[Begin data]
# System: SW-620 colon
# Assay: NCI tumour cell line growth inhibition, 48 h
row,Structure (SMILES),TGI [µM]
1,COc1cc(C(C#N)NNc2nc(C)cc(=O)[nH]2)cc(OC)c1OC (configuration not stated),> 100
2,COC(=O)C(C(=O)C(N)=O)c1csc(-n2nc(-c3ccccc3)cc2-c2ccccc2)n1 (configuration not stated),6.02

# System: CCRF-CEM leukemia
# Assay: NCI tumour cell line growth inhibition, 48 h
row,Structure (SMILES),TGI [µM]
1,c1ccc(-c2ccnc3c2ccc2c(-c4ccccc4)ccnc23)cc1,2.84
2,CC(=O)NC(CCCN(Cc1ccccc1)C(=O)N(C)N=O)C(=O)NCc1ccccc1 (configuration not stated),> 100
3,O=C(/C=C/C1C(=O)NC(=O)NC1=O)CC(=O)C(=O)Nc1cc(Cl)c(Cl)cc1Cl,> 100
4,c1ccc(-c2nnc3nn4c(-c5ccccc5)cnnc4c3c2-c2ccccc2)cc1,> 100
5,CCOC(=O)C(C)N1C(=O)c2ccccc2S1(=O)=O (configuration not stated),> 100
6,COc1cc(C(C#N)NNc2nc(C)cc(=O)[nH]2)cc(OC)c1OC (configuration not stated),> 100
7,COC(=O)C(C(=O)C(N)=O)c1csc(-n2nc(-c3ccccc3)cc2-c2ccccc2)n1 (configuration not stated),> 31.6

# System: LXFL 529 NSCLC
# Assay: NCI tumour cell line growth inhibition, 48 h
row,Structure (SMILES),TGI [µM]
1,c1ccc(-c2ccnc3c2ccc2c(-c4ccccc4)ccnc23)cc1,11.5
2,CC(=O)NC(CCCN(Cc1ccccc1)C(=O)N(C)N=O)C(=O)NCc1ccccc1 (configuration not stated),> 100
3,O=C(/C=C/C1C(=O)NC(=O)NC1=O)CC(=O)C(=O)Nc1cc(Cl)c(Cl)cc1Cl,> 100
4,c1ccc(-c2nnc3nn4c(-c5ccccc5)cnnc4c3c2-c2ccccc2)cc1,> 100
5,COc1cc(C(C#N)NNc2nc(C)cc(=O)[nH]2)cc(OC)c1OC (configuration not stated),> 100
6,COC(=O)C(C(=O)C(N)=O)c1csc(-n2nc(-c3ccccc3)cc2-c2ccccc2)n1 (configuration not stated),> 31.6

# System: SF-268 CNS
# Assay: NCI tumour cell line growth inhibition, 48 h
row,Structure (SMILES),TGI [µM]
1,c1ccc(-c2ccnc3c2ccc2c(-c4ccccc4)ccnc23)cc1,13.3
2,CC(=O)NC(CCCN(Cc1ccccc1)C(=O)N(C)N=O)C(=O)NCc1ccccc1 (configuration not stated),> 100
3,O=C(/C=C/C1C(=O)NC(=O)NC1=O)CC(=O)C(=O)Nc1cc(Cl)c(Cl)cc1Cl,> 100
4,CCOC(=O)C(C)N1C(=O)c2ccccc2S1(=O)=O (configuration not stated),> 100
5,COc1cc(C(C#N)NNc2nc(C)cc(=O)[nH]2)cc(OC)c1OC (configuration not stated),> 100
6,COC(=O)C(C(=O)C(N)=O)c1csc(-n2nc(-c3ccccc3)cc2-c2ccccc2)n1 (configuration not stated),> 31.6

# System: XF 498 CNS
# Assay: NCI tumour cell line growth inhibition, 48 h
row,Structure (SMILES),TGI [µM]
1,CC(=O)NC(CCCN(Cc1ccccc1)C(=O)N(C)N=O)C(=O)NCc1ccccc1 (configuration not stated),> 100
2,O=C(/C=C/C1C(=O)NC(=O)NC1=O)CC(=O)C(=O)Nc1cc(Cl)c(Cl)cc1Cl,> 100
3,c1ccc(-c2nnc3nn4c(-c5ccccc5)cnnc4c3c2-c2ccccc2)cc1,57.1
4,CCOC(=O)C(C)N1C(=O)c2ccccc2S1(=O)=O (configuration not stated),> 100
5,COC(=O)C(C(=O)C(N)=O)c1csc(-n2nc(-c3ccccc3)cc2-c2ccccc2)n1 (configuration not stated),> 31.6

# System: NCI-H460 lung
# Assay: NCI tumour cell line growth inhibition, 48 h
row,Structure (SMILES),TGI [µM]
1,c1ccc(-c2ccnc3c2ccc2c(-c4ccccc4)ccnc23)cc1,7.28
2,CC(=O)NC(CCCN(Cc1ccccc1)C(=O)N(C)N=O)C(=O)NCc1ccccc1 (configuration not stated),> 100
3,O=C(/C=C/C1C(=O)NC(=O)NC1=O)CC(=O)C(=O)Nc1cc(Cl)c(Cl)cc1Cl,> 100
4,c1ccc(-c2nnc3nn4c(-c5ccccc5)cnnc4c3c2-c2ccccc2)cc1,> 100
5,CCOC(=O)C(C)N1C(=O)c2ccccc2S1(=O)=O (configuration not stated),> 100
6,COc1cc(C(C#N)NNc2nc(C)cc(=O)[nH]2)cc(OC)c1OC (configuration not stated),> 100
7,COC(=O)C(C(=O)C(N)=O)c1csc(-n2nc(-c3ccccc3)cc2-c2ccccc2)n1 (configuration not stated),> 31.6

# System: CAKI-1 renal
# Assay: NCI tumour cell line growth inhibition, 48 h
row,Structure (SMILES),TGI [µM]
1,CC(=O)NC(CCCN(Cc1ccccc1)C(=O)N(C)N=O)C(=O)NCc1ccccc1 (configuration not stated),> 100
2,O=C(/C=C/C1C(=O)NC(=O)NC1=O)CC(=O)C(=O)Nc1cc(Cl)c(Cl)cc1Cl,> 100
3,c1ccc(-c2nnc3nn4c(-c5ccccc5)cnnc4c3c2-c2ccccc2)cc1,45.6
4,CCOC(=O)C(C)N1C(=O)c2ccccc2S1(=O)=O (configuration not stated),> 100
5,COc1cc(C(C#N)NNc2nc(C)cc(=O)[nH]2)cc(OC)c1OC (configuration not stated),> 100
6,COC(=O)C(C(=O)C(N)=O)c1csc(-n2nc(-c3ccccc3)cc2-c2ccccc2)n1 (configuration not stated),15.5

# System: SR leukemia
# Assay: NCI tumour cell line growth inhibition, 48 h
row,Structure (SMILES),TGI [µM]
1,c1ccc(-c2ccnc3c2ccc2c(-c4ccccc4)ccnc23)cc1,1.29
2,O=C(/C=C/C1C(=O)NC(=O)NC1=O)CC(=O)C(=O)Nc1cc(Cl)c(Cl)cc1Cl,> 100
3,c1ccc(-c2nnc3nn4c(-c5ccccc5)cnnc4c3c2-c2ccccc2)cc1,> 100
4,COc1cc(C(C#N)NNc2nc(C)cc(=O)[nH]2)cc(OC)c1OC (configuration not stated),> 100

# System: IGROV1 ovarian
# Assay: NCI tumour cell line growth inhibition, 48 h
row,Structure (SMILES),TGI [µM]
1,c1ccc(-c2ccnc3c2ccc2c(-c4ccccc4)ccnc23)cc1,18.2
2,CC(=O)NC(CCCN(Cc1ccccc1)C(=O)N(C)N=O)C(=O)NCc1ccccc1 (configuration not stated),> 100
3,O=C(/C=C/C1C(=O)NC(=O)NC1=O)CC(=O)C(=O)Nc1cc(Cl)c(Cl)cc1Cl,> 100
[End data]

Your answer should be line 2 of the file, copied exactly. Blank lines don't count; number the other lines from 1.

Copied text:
# Assay: NCI tumour cell line growth inhibition, 48 h